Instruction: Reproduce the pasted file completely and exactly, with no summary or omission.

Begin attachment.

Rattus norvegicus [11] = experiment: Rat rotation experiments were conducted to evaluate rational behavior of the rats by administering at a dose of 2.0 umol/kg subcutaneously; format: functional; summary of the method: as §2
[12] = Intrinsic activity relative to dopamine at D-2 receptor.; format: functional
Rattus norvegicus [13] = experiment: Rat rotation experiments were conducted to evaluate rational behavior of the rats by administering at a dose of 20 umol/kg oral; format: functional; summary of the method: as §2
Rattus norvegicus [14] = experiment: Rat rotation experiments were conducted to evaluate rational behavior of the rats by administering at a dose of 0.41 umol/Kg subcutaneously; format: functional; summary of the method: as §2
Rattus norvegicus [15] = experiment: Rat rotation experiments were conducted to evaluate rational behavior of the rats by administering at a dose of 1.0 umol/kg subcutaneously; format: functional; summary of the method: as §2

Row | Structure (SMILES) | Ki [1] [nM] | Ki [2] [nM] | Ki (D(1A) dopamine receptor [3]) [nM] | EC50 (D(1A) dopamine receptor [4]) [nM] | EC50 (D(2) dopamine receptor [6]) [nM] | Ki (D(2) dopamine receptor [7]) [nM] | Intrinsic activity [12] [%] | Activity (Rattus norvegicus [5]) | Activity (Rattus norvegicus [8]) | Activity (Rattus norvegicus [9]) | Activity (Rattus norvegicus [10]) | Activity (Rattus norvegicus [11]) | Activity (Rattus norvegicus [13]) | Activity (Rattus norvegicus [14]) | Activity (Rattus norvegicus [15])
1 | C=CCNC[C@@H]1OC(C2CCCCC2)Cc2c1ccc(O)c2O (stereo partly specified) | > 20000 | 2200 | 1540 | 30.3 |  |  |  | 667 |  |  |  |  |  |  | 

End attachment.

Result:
Rattus norvegicus [11] = experiment: Rat rotation experiments were conducted to evaluate rational behavior of the rats by administering at a dose of 2.0 umol/kg subcutaneously; format: functional; summary of the method: as §2
[12] = Intrinsic activity relative to dopamine at D-2 receptor.; format: functional
Rattus norvegicus [13] = experiment: Rat rotation experiments were conducted to evaluate rational behavior of the rats by administering at a dose of 20 umol/kg oral; format: functional; summary of the method: as §2
Rattus norvegicus [14] = experiment: Rat rotation experiments were conducted to evaluate rational behavior of the rats by administering at a dose of 0.41 umol/Kg subcutaneously; format: functional; summary of the method: as §2
Rattus norvegicus [15] = experiment: Rat rotation experiments were conducted to evaluate rational behavior of the rats by administering at a dose of 1.0 umol/kg subcutaneously; format: functional; summary of the method: as §2

Row | Structure (SMILES) | Ki [1] [nM] | Ki [2] [nM] | Ki (D(1A) dopamine receptor [3]) [nM] | EC50 (D(1A) dopamine receptor [4]) [nM] | EC50 (D(2) dopamine receptor [6]) [nM] | Ki (D(2) dopamine receptor [7]) [nM] | Intrinsic activity [12] [%] | Activity (Rattus norvegicus [5]) | Activity (Rattus norvegicus [8]) | Activity (Rattus norvegicus [9]) | Activity (Rattus norvegicus [10]) | Activity (Rattus norvegicus [11]) | Activity (Rattus norvegicus [13]) | Activity (Rattus norvegicus [14]) | Activity (Rattus norvegicus [15])
1 | C=CCNC[C@@H]1OC(C2CCCCC2)Cc2c1ccc(O)c2O (stereo partly specified) | > 20000 | 2200 | 1540 | 30.3 |  |  |  | 667 |  |  |  |  |  |  | 